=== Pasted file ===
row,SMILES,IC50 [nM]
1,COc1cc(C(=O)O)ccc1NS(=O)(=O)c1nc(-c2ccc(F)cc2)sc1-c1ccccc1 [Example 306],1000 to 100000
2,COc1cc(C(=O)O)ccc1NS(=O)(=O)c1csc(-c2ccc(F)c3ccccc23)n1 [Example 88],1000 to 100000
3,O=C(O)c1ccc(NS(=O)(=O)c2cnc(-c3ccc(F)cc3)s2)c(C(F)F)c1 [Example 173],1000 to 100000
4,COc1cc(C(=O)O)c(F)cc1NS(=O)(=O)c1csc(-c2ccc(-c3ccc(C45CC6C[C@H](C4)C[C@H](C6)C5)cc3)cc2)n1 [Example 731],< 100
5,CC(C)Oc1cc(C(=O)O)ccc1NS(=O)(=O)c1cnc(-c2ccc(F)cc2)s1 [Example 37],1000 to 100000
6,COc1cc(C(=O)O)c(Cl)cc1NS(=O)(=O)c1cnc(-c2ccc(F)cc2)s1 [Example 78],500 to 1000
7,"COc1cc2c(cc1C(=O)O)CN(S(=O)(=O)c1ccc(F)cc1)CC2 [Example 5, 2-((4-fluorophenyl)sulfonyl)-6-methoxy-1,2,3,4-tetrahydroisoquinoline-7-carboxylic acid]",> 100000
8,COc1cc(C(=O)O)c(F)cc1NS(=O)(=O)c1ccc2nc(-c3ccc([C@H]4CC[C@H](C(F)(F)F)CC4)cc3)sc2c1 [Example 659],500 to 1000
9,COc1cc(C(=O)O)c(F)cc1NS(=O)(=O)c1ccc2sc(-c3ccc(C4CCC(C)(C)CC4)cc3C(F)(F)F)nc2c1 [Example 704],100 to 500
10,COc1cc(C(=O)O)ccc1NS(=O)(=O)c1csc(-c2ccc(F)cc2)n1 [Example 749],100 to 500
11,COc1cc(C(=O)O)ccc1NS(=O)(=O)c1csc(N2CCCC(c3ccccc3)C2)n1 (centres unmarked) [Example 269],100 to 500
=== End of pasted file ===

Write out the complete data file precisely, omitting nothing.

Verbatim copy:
row,SMILES,IC50 [nM]
1,COc1cc(C(=O)O)ccc1NS(=O)(=O)c1nc(-c2ccc(F)cc2)sc1-c1ccccc1 [Example 306],1000 to 100000
2,COc1cc(C(=O)O)ccc1NS(=O)(=O)c1csc(-c2ccc(F)c3ccccc23)n1 [Example 88],1000 to 100000
3,O=C(O)c1ccc(NS(=O)(=O)c2cnc(-c3ccc(F)cc3)s2)c(C(F)F)c1 [Example 173],1000 to 100000
4,COc1cc(C(=O)O)c(F)cc1NS(=O)(=O)c1csc(-c2ccc(-c3ccc(C45CC6C[C@H](C4)C[C@H](C6)C5)cc3)cc2)n1 [Example 731],< 100
5,CC(C)Oc1cc(C(=O)O)ccc1NS(=O)(=O)c1cnc(-c2ccc(F)cc2)s1 [Example 37],1000 to 100000
6,COc1cc(C(=O)O)c(Cl)cc1NS(=O)(=O)c1cnc(-c2ccc(F)cc2)s1 [Example 78],500 to 1000
7,"COc1cc2c(cc1C(=O)O)CN(S(=O)(=O)c1ccc(F)cc1)CC2 [Example 5, 2-((4-fluorophenyl)sulfonyl)-6-methoxy-1,2,3,4-tetrahydroisoquinoline-7-carboxylic acid]",> 100000
8,COc1cc(C(=O)O)c(F)cc1NS(=O)(=O)c1ccc2nc(-c3ccc([C@H]4CC[C@H](C(F)(F)F)CC4)cc3)sc2c1 [Example 659],500 to 1000
9,COc1cc(C(=O)O)c(F)cc1NS(=O)(=O)c1ccc2sc(-c3ccc(C4CCC(C)(C)CC4)cc3C(F)(F)F)nc2c1 [Example 704],100 to 500
10,COc1cc(C(=O)O)ccc1NS(=O)(=O)c1csc(-c2ccc(F)cc2)n1 [Example 749],100 to 500
11,COc1cc(C(=O)O)ccc1NS(=O)(=O)c1csc(N2CCCC(c3ccccc3)C2)n1 (centres unmarked) [Example 269],100 to 500